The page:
- Excise bad typographical habits. We’ve all heard things like “double-space after periods.” …Don’t do it. It’s a throwback to the days of the typewriter and has no place in your manuscript. Likewise, replace trios of periods with proper ellipsis characters (. . . vs. …), and learn the difference between the various dashes. A hyphen is not a catch-all, and using “- -” in place of the appropriate dash is sloppy. And for those of you who use measurements in your games, the feet and inch marks are primes (″), not quotes (”).
- Oh, you don’t want to google about dashes? To quickly summarize, a hyphen is the shortest (-), and the mark you’re most used to making. Its only use is compound words and breaking words at the end of lines in justified text. The en dash is debatably the width of an n (–), and should be used to indicate ranges of figures (2–4 oatmeal cookies). It also works as a minus sign before negative numbers (–2), thought technically there’s a dedicated symbol for that purpose if you want to get really nitpicky. Finally, the em dash is the longest (—). Use it for abrupt changes of thought—is anyone still reading this?—and for attributions. You can also use an en dash for changes of thought, but it needs spaces around – whereas the em dash does not.
- Make sure your lines are not too long or too short. The optimal number of characters is around 60-70 per line (including spaces.) but you can swing as low as 40 and as high as 85 or so. The “Word Document” effect, where you just throw text full-width on letter-sized pages is both terribly unprofessional and just plain trying to read. Also consider increasing the leading (gap between lines) for longer lines to improve readability.
- Don’t indent the first paragraph of a section. It’s unnecessary and tends to look choppy after headings, which RPGs love to use a lot of.
- Don’t just use a series of carriage returns to separate lines. If you have a list of items in a row, consider bullet points or increased leading between the lines. Full line skips feels gappy at best and lazy at worst.
- Use proper italics. Good typefaces will have dedicated fonts to represent emphasis, with it usually taking a cursive-like appearance. It is not just the upright font slanted, which is a butchery that should be stopped.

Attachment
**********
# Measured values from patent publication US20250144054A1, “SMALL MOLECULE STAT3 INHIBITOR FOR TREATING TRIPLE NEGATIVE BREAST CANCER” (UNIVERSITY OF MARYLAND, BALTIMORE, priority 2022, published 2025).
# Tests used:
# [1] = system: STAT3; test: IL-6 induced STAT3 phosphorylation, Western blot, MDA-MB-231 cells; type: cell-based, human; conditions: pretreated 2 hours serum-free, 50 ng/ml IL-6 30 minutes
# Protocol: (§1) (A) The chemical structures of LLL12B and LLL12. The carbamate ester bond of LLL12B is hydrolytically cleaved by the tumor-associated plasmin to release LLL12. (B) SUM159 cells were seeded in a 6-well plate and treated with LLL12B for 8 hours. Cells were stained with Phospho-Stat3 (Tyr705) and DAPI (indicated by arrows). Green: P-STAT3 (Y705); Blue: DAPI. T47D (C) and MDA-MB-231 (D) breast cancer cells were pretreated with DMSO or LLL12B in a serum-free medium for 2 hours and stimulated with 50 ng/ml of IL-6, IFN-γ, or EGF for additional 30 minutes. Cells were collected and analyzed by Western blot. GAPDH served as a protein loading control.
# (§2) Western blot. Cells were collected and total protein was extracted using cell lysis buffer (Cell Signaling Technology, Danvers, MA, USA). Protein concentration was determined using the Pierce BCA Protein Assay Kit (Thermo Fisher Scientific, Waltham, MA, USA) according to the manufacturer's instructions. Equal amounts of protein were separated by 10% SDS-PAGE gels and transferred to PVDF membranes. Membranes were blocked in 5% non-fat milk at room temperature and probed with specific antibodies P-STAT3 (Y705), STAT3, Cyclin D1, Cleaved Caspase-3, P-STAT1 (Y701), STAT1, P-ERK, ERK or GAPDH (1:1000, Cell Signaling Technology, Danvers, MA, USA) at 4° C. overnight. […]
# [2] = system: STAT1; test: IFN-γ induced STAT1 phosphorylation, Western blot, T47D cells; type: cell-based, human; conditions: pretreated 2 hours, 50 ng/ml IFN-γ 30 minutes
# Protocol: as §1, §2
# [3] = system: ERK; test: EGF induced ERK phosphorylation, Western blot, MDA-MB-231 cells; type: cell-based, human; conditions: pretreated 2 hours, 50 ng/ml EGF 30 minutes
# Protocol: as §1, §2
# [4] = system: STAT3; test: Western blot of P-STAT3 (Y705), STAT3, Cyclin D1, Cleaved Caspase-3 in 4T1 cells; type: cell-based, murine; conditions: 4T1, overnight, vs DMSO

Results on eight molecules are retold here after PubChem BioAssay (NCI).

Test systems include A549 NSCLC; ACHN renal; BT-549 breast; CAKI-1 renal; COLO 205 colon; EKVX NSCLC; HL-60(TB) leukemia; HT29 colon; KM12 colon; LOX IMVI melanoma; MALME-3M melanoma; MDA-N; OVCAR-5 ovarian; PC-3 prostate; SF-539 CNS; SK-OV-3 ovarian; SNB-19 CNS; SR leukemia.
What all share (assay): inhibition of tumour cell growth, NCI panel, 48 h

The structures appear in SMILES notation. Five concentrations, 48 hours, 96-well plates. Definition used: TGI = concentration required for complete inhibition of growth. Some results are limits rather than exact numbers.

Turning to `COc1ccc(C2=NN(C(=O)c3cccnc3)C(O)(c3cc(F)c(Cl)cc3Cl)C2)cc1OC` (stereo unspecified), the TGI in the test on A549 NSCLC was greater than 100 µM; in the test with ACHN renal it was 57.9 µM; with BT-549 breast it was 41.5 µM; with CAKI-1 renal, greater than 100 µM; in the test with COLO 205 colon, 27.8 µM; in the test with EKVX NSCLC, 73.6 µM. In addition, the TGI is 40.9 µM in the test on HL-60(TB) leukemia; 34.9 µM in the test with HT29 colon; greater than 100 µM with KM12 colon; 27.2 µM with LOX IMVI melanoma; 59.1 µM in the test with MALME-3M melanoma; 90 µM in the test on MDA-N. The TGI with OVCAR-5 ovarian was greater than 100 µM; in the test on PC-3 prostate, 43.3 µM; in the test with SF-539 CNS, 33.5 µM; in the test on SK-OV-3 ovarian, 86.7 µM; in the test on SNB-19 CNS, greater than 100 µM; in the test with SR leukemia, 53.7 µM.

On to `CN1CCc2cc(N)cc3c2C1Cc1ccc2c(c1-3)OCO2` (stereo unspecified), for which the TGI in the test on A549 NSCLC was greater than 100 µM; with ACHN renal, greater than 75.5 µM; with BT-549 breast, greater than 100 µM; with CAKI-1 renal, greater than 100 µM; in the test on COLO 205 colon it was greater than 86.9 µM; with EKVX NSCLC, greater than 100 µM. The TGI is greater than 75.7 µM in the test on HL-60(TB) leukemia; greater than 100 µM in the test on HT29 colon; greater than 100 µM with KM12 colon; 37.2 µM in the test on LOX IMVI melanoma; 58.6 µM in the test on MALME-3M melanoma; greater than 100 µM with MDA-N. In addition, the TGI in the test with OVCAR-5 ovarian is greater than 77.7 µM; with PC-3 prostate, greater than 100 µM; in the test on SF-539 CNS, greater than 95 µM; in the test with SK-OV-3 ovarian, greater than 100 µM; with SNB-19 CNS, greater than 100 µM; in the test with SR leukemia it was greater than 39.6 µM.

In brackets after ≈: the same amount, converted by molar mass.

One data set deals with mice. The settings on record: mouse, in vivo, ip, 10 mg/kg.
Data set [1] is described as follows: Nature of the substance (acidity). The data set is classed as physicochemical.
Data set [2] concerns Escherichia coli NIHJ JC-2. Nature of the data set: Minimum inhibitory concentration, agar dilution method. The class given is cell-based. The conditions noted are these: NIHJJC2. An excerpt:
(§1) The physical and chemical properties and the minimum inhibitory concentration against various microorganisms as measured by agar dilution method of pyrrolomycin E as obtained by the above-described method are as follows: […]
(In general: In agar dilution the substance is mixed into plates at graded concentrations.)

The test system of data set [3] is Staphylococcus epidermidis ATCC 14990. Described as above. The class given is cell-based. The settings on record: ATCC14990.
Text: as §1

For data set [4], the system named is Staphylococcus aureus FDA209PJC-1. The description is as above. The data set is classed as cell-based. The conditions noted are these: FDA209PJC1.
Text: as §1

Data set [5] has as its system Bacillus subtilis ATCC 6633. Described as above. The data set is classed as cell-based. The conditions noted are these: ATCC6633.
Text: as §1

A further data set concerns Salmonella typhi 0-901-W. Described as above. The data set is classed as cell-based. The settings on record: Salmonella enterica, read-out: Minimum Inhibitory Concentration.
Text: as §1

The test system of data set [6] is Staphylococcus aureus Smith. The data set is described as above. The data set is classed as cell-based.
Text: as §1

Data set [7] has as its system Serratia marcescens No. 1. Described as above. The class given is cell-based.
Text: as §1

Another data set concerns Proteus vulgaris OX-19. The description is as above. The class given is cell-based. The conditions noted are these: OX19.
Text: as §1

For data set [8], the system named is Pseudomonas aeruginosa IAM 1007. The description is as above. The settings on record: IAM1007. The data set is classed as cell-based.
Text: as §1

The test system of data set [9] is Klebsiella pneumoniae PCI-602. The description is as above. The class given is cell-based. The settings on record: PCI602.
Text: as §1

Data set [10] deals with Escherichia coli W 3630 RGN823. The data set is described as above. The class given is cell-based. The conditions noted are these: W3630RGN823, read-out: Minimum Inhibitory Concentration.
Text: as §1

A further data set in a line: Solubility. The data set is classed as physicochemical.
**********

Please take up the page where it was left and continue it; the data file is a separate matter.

- Don’t be afraid to mix serif (typefaces with little “feet” like Times New Roman) and sans serif (typefaces sans these feet like Helvetica/Arial). Used in a consistent manner, it can help give different types of text (like OVA’s note and example boxes) their own character and further individualize them from the surrounding text. While I stuck with serif for the body of OVA, it’s perfectly possible to set a book entirely in a sans serif typeface. Just print out a page and make sure it feels comfortable to read at length.
- If you use InDesign, turn on Optical Alignment in the Story panel. This allows punctuation and other small marks to hang outside the margin and give a much more pleasing edge to your paragraphs when justified. You can thank me later.
- Last but not least, customize your justification and hyphenation settings. Most of the settings out of the box just aren’t that great. I’ve included a screenshot of some of my preferred settings below. There are lots of great articles on what these numbers mean, but this should help you a bit.
Learn From the Best
While absorbing tips and guidelines is well and good, one of the main ways to improve your book layouts is by reading. Look at your favorite, most beautiful books. Study them. See what they did right. Don’t be afraid to look outside of RPGs for inspiration. Video game advertisements, cookbooks, and even that 99 cent app you downloaded yesterday can all feature valuable lessons in design. Just always keep your eyes open. OVA took a page from the manga that inspired it, adopting the A5 form factor over the more traditional 6″×9″.
That’s it for now. Come back next time for when I look at the evolution of OVA’s art and its characters.